CHICO — On the heels of an emergency Chico City Council meeting that brought out a chamber full of impassioned citizens on a weekend, Safe Space Chico and city officials found common ground in a conversation Tuesday afternoon.
Safe Space confirmed that the parking lot at Trinity United Methodist Church will remain the site of the winter shelter’s intake center for the duration of the season. The city confirmed the use conforms to city zoning requirements and clarified lines of communication between the nonprofit and city hall.
Two councilors, Sean Morgan and Addison Winslow, attended Tuesday’s meeting in the office of City Manager Mark Sorensen, which ran about 45 minutes. Also participating were Safe Space executive director Hilary Crosby and board president Rick Narad; Deputy City Manager Jennifer Macarthy; Community Development Director Brendan Vieg; Public Works Director Erik Gustafson; Matthew Thiede, owner of the building Safe Space initially used as an intake center at 101 Main St.; and Larry Wahl, a planning commissioner and former councilor and Butte County supervisor who represented the church.
Morgan and Winslow told this newspaper afterward that they came away feeling positive, with Winslow describing the meeting as “an interesting interpersonal experience.” Both said Saturday’s council session didn’t influence the outcome — at that point, Safe Space already neared a season-long agreement with the church and had Tuesday’s meeting with the city scheduled.
Mayor Andrew Coolidge called the rare weekend meeting after Safe Space conducted its intake activities Friday evening at the Fred Davis Municipal Center near the iconic “Our Hands” sculpture. Earlier Friday, city code enforcement followed up on a previously issued notice of violation by fining Thiede for Safe Space’s continued use of the former 7-Eleven building at First and Main streets.
“On Saturday, the relationship between the city and Safe Space was at a low point,” Winslow said. “We are in a much better place — a decently good place.”
Said Morgan: “If I had to have one phrase that came out of that meeting, it’s ‘good neighbor.’ Both sides said listen, a well-managed intake center is fine. You need to be a good neighbor, you need to be aware of the peripheral impact of the things that you do.
“The good news is, moving forward, everyone knows how to get in touch with everybody else. It was made clear that it’s not the city’s responsibility in any way, shape or form to find them an intake center; we don’t run nonprofits. Having said that, we’ll do what we can to help.”
The crux of the discussion, Morgan continued, was “how do we move forward and protect the entire community, not just the segment that Safe Space serves? I was encouraged going into the meeting; having left it, I felt, ‘OK, this makes sense.’”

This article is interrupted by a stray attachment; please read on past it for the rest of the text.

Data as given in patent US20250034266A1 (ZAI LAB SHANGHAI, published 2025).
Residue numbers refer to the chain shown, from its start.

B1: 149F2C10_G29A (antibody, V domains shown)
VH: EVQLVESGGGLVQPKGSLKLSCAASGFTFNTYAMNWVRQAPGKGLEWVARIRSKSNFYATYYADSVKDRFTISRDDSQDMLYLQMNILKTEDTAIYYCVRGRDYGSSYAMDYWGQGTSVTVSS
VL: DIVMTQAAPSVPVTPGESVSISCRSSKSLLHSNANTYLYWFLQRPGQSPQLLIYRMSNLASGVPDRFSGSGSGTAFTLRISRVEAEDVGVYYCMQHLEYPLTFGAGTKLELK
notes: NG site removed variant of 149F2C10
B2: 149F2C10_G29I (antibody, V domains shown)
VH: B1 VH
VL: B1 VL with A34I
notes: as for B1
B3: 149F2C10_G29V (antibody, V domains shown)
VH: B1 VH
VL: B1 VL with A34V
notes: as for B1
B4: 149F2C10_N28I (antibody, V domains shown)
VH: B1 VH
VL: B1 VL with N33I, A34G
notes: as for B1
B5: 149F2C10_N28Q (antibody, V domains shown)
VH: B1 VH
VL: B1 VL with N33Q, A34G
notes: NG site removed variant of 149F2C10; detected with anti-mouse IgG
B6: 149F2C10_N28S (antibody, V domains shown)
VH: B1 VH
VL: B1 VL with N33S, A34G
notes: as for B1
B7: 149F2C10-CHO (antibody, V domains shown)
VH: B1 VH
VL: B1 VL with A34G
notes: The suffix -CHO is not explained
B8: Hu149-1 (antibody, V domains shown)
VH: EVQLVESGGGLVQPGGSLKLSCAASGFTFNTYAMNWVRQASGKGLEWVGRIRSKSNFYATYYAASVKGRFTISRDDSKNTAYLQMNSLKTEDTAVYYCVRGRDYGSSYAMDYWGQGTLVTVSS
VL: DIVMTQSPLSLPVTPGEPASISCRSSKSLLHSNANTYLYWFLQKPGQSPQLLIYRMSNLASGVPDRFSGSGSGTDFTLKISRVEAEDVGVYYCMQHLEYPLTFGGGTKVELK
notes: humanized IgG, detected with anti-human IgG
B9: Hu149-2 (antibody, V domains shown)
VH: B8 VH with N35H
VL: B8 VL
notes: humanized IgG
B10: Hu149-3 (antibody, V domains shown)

‘Gonna make it work’
Safe Space came away similarly satisfied. Narad said the city seems happy with the current intake center at the church and that the nonprofit now has a single point of contact with Gustafson to better establish communication with the city. This will help clear up any confusion in communication, and he thinks the change will be positive going forward.
The city and Safe Space will meet semiannually — before summer, when Safe Space operates a cooling center, and before winter.
As far as its intake operations, the church agreed to let Safe Space continue there through March, Narad said. Containers for bicycles, canopy tents for inclement weather and portable toilets are slated to come to the church to mitigate the loss of indoor storage available at the Main Street location.
“We’re gonna make it work,” Narad said. “It’s not the best intake center we’ve had, but we’ve been flexible in the past.”
Winslow noted that Safe Space is using a moving truck in the interim and needs space heaters, should any outdoor dining establishments have some to spare.
Narad said the nonprofit had to turn down 16 people Sunday night and 13 people Monday night, as it reached a capacity of 57 to a new church in its rotation. While Safe Space gave them donated sleeping bags, Narad added: “I will tell you that hurts, to be the person who has to stand there and tell someone in the weather we’ve had, ‘Sorry, go sleep outside.’”
Winslow reiterated a sentiment he expressed Saturday that, separate from the overarching crisis of people sleeping in freezing cold, the council needn’t have conducted an emergency meeting. About the only upshot was the council appointing him and Morgan to attend the meeting, which both deemed constructive. Morgan is a former mayor and the longest-serving active councilor; Winslow is the lone liberal councilor and an advocate for housing issues.
“I’m glad Councilmember Morgan was there with me to push that we want to have a good, trusting relationship,” Winslow said. “Before anything escalates to the code enforcement level as far as surrounding issues go, that will be brought up in advance.”
Evan Tuchinsky, Michael Weber www.chicoer.com Latest Headlines,Local News,News,Chico Shelter,City Government,Homelessness,Newsletter
2024-01-10 02:14:55 , News – Chico Enterprise-Record